By Susan Richards
It’s pretty hard to go anywhere these days without seeing signs that indicate long waits or service challenges due to staffing shortages. Some businesses that survived the first wave of the pandemic have been unable to outlast this current crisis.
Even as patients have returned to the chair, many dental employees joined the “Great Resignation” due to safety concerns, childcare, money, and various other reasons.
According to the most recent American Dental Association (ADA) Health Policy Institute (HPI) survey, almost 40% of dentists who responded are actively recruiting hygienists and assistants and most of them are finding it extremely challenging. The shortage of registered dental hygienists was already an issue before 2020, but when practices were forced to shut down early in the pandemic it only contributed to the problem.
As a result, it’s become imperative for dental professionals to think creatively to continue safely treating their patients while building and maintaining their teams. Here are some short- and long-term solutions for mitigating the shortage and avoiding your own “Please Be Patient” sign.
Mining the ever-increasing advances in technology can help ease the workload and free up staff to be more effective. Some tools may already be in place but can be expanded – especially for front office tasks.
Cancellations and no-shows are the biggest contributors to low patient volume as well as disruptive to a short-handed team, so make sure your online tools are working to prevent this. In addition to online appointment scheduling, incorporate automated reminders via email or text and set up payment portals. Urge patients to handle pre-appointment paperwork online before arriving to save paper, time, and staffing needs.
Where possible, streamline your patient care systems to be more productive and linked to one another, such as patient records, insurance, and scheduling. It’s especially helpful with multi-office practices and can eliminate employees needing to manually connect everything.
Many dentists introduced or increased the use of teledentistry during the height of the pandemic to reduce health risks and maintain good patient care. By incorporating intraoral cameras or scheduling a follow-up Zoom call to discuss a treatment plan, dentists can save time and money until an in-office appointment is required.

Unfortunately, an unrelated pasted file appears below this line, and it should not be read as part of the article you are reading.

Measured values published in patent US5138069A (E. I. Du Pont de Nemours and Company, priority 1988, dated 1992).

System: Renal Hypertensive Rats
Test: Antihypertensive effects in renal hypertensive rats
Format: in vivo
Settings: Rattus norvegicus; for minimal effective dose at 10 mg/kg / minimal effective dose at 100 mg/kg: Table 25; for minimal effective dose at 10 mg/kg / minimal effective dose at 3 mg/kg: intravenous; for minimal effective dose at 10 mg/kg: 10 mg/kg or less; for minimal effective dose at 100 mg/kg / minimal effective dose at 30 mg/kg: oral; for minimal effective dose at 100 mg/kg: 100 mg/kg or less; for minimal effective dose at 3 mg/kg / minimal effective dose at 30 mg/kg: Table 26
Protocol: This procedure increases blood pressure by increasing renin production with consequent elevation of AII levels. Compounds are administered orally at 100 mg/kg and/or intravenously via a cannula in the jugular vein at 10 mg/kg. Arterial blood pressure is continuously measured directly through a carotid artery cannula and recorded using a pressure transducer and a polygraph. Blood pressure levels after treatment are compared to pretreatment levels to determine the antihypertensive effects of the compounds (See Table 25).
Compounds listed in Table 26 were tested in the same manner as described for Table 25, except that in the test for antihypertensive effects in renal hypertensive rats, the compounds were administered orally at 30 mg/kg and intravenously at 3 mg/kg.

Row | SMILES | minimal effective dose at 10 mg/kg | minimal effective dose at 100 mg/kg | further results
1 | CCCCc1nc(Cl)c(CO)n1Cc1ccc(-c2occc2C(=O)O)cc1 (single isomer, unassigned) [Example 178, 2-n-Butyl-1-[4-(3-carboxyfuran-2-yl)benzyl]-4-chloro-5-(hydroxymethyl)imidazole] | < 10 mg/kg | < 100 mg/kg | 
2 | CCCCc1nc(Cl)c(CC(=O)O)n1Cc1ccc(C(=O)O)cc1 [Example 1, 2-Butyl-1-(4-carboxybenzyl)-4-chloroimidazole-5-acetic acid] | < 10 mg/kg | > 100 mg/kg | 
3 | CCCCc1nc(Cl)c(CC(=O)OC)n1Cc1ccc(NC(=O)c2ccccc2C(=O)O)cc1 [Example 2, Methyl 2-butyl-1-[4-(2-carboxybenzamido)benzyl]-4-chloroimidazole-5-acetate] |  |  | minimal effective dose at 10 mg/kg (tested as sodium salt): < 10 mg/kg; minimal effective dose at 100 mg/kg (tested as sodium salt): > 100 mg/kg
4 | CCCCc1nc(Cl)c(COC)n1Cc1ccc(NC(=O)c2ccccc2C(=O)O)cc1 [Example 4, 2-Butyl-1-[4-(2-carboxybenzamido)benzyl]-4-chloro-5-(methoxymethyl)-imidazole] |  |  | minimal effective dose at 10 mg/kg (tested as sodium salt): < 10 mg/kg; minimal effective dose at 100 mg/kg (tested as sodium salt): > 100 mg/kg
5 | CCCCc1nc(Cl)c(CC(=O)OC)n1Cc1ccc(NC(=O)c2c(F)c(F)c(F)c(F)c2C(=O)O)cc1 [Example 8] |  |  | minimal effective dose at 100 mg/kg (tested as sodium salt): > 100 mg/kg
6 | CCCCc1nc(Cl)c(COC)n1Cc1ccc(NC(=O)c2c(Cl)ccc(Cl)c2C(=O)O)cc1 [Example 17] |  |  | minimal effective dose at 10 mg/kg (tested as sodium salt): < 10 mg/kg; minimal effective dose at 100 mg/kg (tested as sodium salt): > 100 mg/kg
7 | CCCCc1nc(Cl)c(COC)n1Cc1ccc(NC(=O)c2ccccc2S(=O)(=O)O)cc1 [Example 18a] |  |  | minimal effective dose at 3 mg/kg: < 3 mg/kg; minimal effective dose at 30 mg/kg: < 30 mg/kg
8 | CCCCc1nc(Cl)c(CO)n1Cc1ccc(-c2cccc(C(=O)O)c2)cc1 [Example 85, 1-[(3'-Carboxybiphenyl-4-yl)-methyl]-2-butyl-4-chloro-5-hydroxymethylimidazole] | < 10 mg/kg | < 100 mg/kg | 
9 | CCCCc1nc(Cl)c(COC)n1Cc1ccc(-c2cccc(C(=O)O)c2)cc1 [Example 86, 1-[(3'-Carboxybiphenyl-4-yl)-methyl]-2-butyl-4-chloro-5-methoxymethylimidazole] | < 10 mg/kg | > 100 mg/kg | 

Thanks to necessity and new platforms and tools, teledentistry is a billion-dollar industry that is expected to keep growing.
The use of augmented or artificial intelligence (AI) in dental practices is advancing along with the technology itself. By comparing past images with current radiographs, certain AI tools can assess patterns and identify problems before scheduling valuable chair time.
It can also be incorporated into administrative automation and reduce human error in data entry.
“AI brings consistency to dentistry,” said Kyle Stanley, DDS, in a recent ADA article about technology and solutions for staffing shortages. “By being consistent and comprehensive, we can build trust with our patients, reduce our liability and decrease stress.”
It goes without saying, that hiring the right staff up front will solve a multitude of problems, but how do dentists recover lost employees, hire, and retain the best? It’s not just about the pay, although that can factor in with such a competitive market and the current inflation crisis.
Make a Difference
Hiring experts recommend approaching new hires proactively. By identifying “difference makers” dentists can build a team of engaged problem solvers who see themselves as part of the solution. Reward employees with competitive pay, sure, but also create a strong work environment by checking in regularly to avoid cases of burnout. Cross-train where appropriate so unexpected absences can be quickly covered and consider continuing education training for current employees who wish to grow their skills.
While temporary staffing used to be considered a stopgap measure, many practices are now keeping a healthcare temp agency on speed dial. Many of those that left the full-time workforce for various reasons are now finding the flexibility of filling in as needed to be a better fit. By creating an auxiliary team of regular temps, you can supplement the current team or call someone in for last-minute appointments.
On-demand platforms like Stynt – which was created by a dentist – are finding success by matching temp and full-time job seekers with short-staffed practices.
The New Normal?
As one of many cringe-inducing expressions brought about by the age of COVID, this “new normal” of hiring issues are likely to define what dental professionals can continue to expect. Fortunately, our industry has proven to be resilient and resourceful.
By combining common-sense measures like cutting overhead or raising fees to compensate for salary increases with the creative suggestions offered here, dentists can lay a stronger foundation for challenging times – now and later.
Author: Susan Richards is a staff writer at DOCS Education. With over 20 years of experience in local journalism and business marketing, Susan’s career includes award-winning feature writing, as well as creating content with context for a wide variety of industries.